If you are of good conscience and believe it is a serious crime to kill people outside of the legality of war, please speak out loud and clear. Inform your senator and your representative this bombing must stop. Bring God's sacred law back to the United States.

Leon R. Albushies


  • Category: Letters
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At least Brown support Obama's killing-America agenda

To The Daily Sun,

Yesterday "Liberal Lady" called my radio program, and first thing out of the gate (said), "How can you vote for Scott Brown, he's pro-choice"? The mysterious "Liberal Lady" (as I nick-named her for many years) was once again a useless call to take, wanted to attack the host rather than discuss issues. I hung up on her.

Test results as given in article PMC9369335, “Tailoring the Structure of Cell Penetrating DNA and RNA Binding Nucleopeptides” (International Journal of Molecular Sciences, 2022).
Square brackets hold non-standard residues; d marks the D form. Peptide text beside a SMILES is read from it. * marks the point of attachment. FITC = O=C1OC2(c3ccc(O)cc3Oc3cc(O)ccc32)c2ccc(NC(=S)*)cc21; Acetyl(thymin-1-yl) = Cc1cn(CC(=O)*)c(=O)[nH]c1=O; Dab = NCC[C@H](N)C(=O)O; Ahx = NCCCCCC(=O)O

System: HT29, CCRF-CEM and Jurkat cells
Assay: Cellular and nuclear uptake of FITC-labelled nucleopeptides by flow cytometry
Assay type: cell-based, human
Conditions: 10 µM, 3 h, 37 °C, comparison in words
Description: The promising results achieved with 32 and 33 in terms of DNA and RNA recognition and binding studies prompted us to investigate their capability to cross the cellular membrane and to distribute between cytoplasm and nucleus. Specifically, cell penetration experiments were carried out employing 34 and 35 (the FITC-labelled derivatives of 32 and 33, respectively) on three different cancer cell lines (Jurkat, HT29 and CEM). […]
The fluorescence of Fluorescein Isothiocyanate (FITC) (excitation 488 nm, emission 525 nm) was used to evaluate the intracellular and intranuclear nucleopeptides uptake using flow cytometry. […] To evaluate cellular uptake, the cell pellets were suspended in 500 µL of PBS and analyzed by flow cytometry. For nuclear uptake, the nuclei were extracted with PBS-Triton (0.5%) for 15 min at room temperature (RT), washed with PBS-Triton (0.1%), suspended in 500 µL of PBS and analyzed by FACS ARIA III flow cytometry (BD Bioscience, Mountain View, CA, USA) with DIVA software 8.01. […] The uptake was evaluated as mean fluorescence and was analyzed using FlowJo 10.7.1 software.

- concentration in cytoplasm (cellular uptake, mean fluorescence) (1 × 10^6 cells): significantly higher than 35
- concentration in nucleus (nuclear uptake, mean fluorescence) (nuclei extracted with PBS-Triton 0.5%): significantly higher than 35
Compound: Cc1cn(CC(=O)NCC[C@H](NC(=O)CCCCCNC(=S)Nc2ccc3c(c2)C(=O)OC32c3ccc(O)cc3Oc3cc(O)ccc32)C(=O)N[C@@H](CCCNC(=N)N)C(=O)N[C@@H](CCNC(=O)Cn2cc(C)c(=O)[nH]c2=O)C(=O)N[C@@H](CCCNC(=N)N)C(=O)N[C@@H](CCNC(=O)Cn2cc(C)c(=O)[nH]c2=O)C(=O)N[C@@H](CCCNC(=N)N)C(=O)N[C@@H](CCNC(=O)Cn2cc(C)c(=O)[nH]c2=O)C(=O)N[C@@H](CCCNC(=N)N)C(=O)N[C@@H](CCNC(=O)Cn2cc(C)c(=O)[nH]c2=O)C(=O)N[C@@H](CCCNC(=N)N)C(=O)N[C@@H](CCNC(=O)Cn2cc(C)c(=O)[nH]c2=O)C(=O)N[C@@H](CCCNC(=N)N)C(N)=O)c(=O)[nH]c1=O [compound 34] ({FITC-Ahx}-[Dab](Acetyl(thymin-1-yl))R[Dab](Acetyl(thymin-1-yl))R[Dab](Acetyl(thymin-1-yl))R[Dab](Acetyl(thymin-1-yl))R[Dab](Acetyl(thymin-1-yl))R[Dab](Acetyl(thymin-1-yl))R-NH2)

A few years back, it may have been LL, one caller said I can't be pro-life because I believe in capital punishment. Good point. Pro-choice is kill an innocent baby — inside or outside of the womb.

This man killed police officer Danny Faulkner in cold blood as he was checking another vehicle, unaware that the brother of that driver was Mumia Abu-Jamal. That cold-blooded killer, Mumia, deserves death. Faulkner had a wife and two young children. Nitwit liberals like Ed Asner have tried for years to get this evil killer off death row. Why? Has Hollywood gone pro-life?

Obama proclaimed, "I will not punish my daughter with a baby."

I bet that B Hussein would like to set Mumia free. Jeanne Shaheen has been an activist and a politician who has worked hard to protect a woman's right to freely use her "reproductive" system the way she wants to. Don't force me to pay for it.